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THE ETERNAL CHAMPION [-AM]
(reprint) omnibus: 1994
White Wolf: "first hardcover edition September 1994" (copyright is 1994; the British variant with the same title explained in the summary was 1992.) Oddly, the credits page is before the title page: 2 pages by pagecount - instead of the usual arrangement where the credits page is on the back of the title page. Cover by Tom Canty (he also has a frontispiece for each book and the trailing story), 484 pages, price (at bottom of back cover) is $19.99. Size is 6-1/4" by 9-1/4" by 1-5/8" thick. Condition is Fine in a Fine dustjacket: tight and square; corners and spine ends are not bumped; age tanning is mild and uniform. Unclipped DJ has no tears or wear. No stamps, marks or writing - a very clean copy that looks new/unread.
A fine White Wolf hardcover by Michael Moorcock: The Eternal Champion - an omnibus of the first 2 novels featuring John Daker ("Eternal Champion" series), his first novel (the fix-up The Sundered Worlds), and one short story ("To Rescue Tanelorn.")
In the Nineties, there were 2 ongoing projects to comprehensively collect Moorcock's work in hardcover omnibus edtions. In England the publisher was Orion/Millenium, and in the U.S.A. the publisher was White Wolf. This book is Volume One of the American (White Wolf) set. The order of the books within either omnibus-set was not always the same, and sometimes similar or same-title omnibus editions had variant contents. Either series would be a good way to have Moorcock's output, but I would be very careful about mixing publishers to avoid duplication or ommisions. For example, the 1992 (British) Millenium edition of this book (same title) had just the first 2 novels plus The Dragon in the Sword. In the American series, that 3rd "John Daker" book appears in Von Bek (which adds that title to the 2 novels in the British variant of that title, from 1992.)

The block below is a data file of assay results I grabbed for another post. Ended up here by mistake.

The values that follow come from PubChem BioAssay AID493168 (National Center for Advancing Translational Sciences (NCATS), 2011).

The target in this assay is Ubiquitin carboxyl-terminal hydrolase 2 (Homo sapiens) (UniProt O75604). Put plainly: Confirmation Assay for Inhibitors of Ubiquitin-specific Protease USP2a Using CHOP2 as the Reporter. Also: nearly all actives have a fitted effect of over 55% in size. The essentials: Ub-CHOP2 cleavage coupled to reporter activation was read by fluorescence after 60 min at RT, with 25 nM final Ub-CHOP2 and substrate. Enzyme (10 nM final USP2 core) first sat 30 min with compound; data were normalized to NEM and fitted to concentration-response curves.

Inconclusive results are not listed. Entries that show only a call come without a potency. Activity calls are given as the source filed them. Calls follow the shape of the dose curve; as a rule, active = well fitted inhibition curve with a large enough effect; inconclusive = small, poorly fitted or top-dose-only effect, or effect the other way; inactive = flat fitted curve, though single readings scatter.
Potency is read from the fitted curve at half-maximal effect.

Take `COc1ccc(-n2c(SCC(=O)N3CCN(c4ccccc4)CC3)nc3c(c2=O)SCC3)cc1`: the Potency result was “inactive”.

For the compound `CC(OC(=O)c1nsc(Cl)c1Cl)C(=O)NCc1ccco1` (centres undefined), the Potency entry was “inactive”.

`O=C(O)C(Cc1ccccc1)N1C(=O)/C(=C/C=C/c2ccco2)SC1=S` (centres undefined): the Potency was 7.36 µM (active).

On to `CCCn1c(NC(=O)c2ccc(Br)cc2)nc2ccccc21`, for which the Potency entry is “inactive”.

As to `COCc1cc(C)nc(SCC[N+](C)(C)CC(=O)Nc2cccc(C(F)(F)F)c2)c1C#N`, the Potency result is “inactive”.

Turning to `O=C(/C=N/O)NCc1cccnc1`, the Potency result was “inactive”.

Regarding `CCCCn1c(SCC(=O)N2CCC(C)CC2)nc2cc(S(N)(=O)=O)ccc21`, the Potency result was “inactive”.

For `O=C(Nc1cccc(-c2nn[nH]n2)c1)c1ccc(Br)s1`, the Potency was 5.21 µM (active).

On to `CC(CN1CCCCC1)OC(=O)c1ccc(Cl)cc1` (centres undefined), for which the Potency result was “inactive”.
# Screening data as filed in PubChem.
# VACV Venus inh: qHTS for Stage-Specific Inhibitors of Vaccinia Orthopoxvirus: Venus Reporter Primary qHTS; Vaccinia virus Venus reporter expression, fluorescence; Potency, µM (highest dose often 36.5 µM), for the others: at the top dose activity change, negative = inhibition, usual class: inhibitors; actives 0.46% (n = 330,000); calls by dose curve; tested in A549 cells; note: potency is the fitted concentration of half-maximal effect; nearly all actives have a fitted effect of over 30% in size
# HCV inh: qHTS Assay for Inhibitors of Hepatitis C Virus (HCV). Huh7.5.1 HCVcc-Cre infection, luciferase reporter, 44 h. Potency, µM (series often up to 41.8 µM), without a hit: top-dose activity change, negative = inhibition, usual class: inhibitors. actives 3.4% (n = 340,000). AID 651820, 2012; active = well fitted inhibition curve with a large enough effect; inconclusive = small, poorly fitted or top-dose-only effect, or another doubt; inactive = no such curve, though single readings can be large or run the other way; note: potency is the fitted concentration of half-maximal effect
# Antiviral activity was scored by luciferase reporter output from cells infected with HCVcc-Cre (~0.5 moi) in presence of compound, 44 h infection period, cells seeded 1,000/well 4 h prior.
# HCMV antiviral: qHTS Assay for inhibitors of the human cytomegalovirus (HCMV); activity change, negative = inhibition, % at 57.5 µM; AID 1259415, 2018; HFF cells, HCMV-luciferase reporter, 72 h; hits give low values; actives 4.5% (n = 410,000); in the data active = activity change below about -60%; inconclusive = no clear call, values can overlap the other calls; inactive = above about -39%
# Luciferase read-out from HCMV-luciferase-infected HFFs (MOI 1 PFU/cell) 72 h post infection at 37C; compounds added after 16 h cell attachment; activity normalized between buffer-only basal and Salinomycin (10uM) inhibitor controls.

These 3 books are among the first where Moorcock explored the idea of the Ghost Worlds or Multiverse (different versions of Earth where characters could have analogues or even cross over.) Moorcock is one of those authors who continually update or revise their work over time, and in his introduction he says The Eternal Champion had been revised 3 times. He mentions the 1962 novella version, the 1978 revised U.S. edition of 1978, and a final tweaking for the 1992 British omnibus series (from Orion/Millenium.) He doesn't mention the first book appearance - the 1970 American paperback from Dell, which is much longer than the Science Fantasy version. [Perhaps they made some of those unauthorised edits and/or title changes that prompted Moorcock to come out in the mid-Seventies with revised/corrected/authorised versions of many of his books from the late Sixties or early Seventies.] I read the available/original versions when they came out 30 years ago, and when I compared text to these editions, found only minor changes - like the addition of new characters that Moorcock has written about - to lists of names, minor name changes, or revising the name of the main character of The Sundered Worlds from just plain "Jon Renark" (former Warden of the Rim Worlds) - to "Renark von Bek, Count of the Rim" (thus establishing a clear link to a character he created later.) Plot summaries or teasers may come from early paperback editions, since I don't remember details, and the flap-copy lacks plot details.
The Sundered Worlds: Moorcock's first SF book (the first of 5 to appear from Compact Books in Britain in 1965.) This is a fix-up, revised from novellas in the British magazine Science Fiction Adventures: "The Sundered Worlds" (November-December 1962), and "The Blood Red Game" (May 1963.) There have been book edtions with either title.
Phoenix in Obsidian: 2nd of the "Eternal Champion" books featuring John Daker, using the title Moorcock preferred after over the one used on the original American paperback appearance in 1970 (as The Silver Warriors.) While the first book was an interesting inversion of the summoned hero tale, this one is a little more straightforward - and I liked it a lot better, ranking it among Moorcock's best.
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